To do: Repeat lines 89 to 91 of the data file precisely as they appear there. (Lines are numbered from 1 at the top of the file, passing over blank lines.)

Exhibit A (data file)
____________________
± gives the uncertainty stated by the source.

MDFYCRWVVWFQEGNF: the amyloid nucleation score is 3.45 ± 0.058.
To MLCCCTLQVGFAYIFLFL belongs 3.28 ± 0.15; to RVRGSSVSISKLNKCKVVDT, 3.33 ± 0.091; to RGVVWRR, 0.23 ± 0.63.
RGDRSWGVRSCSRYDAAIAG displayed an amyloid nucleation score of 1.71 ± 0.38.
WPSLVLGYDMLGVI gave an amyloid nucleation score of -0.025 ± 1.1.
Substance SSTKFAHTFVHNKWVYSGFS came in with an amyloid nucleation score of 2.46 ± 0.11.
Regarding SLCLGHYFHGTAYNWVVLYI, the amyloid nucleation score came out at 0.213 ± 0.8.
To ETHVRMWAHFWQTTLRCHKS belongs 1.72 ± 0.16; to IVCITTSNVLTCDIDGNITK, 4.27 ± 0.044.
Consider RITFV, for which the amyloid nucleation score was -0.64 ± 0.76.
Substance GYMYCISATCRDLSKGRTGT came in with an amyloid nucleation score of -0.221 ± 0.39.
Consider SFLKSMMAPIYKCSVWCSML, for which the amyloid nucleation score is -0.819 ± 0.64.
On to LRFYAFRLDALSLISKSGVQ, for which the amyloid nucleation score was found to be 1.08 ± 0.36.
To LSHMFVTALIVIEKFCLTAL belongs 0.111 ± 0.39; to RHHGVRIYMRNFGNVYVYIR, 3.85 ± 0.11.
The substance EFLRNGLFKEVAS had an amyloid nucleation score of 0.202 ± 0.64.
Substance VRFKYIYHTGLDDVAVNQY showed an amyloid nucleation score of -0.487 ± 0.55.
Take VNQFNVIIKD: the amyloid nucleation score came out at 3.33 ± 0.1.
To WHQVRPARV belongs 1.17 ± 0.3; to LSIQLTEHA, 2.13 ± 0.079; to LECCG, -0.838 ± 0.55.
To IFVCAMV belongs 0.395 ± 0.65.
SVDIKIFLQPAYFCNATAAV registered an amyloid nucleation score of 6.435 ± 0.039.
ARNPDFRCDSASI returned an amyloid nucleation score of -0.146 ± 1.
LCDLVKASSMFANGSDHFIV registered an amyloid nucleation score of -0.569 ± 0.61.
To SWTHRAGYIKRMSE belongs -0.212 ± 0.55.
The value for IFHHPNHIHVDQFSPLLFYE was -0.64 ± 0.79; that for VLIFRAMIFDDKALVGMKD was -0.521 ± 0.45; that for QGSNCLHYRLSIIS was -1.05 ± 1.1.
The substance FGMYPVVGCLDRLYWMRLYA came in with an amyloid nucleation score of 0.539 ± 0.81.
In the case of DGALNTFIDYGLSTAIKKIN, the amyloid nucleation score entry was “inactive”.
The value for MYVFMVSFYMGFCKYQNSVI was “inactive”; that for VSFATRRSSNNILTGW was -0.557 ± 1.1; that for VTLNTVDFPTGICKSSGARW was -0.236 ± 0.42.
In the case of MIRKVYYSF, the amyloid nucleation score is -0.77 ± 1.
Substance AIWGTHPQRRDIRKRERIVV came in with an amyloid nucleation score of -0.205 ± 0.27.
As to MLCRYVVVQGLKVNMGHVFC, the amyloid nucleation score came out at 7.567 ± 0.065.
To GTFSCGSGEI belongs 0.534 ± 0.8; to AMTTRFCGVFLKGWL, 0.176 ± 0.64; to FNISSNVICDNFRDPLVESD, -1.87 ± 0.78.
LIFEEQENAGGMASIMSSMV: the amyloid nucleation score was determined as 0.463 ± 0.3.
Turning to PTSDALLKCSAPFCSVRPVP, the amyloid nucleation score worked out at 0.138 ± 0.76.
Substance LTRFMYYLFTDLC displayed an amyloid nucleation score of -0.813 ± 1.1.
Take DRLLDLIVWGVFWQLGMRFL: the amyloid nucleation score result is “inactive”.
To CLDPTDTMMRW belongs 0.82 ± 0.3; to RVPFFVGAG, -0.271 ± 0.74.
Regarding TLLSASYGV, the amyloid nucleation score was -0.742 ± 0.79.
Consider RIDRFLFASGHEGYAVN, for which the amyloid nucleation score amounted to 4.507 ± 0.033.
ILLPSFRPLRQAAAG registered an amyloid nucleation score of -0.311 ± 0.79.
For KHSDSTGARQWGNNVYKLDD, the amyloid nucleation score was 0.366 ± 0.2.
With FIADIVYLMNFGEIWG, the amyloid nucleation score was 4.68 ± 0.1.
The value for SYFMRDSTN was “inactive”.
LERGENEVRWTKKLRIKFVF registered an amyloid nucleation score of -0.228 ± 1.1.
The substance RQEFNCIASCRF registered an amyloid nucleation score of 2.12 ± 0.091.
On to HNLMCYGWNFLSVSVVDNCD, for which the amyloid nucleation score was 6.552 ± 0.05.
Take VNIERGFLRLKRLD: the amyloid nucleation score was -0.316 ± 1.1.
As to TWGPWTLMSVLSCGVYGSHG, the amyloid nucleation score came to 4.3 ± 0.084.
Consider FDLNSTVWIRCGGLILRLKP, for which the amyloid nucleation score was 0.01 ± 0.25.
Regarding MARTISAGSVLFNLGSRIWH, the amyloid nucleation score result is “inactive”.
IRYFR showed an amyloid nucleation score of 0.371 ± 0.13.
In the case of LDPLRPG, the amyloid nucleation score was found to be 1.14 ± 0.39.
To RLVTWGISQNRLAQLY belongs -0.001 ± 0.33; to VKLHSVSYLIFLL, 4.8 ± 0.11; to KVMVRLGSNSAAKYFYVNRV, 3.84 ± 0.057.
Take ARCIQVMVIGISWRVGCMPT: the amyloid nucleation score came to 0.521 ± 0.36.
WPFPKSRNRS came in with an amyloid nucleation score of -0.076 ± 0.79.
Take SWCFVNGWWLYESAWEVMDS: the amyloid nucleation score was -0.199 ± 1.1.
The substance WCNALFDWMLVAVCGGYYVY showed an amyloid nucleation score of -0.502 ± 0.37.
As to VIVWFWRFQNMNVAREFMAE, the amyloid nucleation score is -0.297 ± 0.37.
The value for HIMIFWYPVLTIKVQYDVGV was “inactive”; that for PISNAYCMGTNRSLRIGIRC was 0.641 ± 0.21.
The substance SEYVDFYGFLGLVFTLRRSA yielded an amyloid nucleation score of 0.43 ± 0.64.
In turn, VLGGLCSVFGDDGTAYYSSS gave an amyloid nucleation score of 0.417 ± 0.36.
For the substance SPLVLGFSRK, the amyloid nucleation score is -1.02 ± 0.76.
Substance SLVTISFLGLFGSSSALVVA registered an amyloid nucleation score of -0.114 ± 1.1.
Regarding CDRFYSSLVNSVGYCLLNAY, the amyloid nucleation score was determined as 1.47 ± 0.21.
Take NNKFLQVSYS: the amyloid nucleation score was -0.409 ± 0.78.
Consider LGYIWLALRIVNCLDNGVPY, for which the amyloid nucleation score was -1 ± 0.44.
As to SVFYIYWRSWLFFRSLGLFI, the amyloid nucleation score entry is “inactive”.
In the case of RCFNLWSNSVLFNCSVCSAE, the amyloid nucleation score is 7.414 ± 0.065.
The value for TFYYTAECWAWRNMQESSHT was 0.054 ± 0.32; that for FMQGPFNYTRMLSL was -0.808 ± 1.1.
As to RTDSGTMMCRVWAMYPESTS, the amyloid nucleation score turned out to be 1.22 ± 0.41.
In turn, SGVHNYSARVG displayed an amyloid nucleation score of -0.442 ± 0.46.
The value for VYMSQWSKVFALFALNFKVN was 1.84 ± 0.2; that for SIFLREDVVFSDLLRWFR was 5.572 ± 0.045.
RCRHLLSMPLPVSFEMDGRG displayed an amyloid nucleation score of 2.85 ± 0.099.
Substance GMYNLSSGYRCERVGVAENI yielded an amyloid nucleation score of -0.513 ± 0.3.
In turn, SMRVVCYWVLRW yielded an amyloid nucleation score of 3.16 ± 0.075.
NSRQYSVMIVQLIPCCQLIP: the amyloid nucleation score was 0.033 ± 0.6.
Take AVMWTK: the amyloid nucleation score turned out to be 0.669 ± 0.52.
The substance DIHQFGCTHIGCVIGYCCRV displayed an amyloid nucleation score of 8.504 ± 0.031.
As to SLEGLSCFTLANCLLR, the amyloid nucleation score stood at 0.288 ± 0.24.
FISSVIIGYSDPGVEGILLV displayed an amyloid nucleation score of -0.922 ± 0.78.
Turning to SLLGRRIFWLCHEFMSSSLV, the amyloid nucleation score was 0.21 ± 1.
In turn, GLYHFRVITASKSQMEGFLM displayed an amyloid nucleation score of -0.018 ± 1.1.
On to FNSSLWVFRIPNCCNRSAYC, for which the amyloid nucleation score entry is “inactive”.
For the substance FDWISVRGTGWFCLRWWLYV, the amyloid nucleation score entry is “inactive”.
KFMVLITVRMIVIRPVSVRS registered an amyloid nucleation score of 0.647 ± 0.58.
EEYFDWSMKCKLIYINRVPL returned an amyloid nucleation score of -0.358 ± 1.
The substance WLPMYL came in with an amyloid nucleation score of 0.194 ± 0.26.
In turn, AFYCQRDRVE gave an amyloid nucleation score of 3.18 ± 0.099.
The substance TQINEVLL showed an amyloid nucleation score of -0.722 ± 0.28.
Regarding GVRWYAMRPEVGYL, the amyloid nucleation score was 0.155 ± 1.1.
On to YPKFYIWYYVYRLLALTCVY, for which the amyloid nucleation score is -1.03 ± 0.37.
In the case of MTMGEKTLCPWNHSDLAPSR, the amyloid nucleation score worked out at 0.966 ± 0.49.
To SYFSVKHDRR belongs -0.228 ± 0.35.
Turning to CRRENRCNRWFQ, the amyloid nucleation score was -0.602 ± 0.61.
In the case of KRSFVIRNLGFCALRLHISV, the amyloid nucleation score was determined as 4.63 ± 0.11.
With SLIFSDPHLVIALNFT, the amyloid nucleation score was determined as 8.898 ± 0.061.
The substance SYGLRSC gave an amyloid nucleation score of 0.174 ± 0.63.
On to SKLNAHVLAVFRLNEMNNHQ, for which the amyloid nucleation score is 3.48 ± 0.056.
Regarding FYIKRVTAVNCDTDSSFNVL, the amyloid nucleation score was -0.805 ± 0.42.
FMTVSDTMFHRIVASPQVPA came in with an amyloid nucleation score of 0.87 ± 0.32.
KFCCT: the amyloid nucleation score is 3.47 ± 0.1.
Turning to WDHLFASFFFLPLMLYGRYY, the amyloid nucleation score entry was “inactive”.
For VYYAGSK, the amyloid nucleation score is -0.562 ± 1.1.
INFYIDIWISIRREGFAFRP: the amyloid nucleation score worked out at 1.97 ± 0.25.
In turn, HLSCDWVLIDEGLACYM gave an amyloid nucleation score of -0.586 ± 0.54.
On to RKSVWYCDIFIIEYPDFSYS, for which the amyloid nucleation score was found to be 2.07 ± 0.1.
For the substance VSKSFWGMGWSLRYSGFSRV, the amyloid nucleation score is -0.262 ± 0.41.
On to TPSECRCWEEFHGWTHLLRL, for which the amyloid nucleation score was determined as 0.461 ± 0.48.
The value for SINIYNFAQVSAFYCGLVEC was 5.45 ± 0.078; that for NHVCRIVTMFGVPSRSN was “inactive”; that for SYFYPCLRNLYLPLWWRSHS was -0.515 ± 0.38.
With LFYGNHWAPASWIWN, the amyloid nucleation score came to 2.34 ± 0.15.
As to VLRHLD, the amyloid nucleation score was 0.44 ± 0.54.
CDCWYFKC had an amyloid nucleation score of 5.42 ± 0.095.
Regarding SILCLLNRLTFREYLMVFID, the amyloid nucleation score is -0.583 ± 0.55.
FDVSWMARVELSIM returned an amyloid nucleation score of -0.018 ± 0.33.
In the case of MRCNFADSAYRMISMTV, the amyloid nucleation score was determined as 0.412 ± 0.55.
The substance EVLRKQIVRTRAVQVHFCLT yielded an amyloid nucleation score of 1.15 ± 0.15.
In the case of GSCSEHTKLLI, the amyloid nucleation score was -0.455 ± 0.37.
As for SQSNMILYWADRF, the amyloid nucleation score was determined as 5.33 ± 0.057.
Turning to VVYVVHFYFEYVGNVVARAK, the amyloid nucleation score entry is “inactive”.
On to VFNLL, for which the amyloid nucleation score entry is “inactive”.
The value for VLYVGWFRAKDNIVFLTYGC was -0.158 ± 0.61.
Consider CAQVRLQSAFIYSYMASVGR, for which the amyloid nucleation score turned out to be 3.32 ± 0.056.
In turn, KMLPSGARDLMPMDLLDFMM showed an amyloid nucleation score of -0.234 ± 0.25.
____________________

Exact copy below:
On to YPKFYIWYYVYRLLALTCVY, for which the amyloid nucleation score is -1.03 ± 0.37.
In the case of MTMGEKTLCPWNHSDLAPSR, the amyloid nucleation score worked out at 0.966 ± 0.49.
To SYFSVKHDRR belongs -0.228 ± 0.35.